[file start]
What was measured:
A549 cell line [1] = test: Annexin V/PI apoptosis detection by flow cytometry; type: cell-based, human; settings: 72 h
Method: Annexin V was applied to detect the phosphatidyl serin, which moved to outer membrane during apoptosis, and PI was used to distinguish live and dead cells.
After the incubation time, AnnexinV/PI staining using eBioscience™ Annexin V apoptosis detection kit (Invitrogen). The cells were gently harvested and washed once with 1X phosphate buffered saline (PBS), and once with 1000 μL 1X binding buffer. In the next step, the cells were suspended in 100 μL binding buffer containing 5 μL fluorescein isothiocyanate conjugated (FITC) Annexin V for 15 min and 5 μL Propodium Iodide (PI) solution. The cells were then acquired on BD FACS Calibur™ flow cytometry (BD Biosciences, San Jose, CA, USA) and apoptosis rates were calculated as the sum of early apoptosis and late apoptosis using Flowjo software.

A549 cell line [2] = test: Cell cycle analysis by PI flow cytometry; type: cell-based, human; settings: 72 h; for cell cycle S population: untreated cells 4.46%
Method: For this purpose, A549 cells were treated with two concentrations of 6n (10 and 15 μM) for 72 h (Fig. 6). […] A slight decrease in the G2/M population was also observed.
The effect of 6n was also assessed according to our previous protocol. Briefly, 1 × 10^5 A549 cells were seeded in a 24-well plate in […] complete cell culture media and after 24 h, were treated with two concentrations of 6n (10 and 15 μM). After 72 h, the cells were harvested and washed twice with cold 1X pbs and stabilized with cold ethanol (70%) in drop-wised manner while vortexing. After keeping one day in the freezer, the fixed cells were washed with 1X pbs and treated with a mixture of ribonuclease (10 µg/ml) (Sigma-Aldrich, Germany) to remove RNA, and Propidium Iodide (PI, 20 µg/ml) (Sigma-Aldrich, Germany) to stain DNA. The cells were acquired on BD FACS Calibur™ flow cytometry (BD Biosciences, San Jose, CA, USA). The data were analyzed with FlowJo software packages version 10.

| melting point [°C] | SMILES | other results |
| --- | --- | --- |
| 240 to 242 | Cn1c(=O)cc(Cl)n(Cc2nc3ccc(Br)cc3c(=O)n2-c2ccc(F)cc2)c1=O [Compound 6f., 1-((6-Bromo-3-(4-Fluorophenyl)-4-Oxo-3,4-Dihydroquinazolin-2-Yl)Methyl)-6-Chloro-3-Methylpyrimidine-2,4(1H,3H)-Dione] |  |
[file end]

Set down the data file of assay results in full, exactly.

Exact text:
What was measured:
A549 cell line [1] = test: Annexin V/PI apoptosis detection by flow cytometry; type: cell-based, human; settings: 72 h
Method: Annexin V was applied to detect the phosphatidyl serin, which moved to outer membrane during apoptosis, and PI was used to distinguish live and dead cells.
After the incubation time, AnnexinV/PI staining using eBioscience™ Annexin V apoptosis detection kit (Invitrogen). The cells were gently harvested and washed once with 1X phosphate buffered saline (PBS), and once with 1000 μL 1X binding buffer. In the next step, the cells were suspended in 100 μL binding buffer containing 5 μL fluorescein isothiocyanate conjugated (FITC) Annexin V for 15 min and 5 μL Propodium Iodide (PI) solution. The cells were then acquired on BD FACS Calibur™ flow cytometry (BD Biosciences, San Jose, CA, USA) and apoptosis rates were calculated as the sum of early apoptosis and late apoptosis using Flowjo software.

A549 cell line [2] = test: Cell cycle analysis by PI flow cytometry; type: cell-based, human; settings: 72 h; for cell cycle S population: untreated cells 4.46%
Method: For this purpose, A549 cells were treated with two concentrations of 6n (10 and 15 μM) for 72 h (Fig. 6). […] A slight decrease in the G2/M population was also observed.
The effect of 6n was also assessed according to our previous protocol. Briefly, 1 × 10^5 A549 cells were seeded in a 24-well plate in […] complete cell culture media and after 24 h, were treated with two concentrations of 6n (10 and 15 μM). After 72 h, the cells were harvested and washed twice with cold 1X pbs and stabilized with cold ethanol (70%) in drop-wised manner while vortexing. After keeping one day in the freezer, the fixed cells were washed with 1X pbs and treated with a mixture of ribonuclease (10 µg/ml) (Sigma-Aldrich, Germany) to remove RNA, and Propidium Iodide (PI, 20 µg/ml) (Sigma-Aldrich, Germany) to stain DNA. The cells were acquired on BD FACS Calibur™ flow cytometry (BD Biosciences, San Jose, CA, USA). The data were analyzed with FlowJo software packages version 10.

| melting point [°C] | SMILES | other results |
| --- | --- | --- |
| 240 to 242 | Cn1c(=O)cc(Cl)n(Cc2nc3ccc(Br)cc3c(=O)n2-c2ccc(F)cc2)c1=O [Compound 6f., 1-((6-Bromo-3-(4-Fluorophenyl)-4-Oxo-3,4-Dihydroquinazolin-2-Yl)Methyl)-6-Chloro-3-Methylpyrimidine-2,4(1H,3H)-Dione] |  |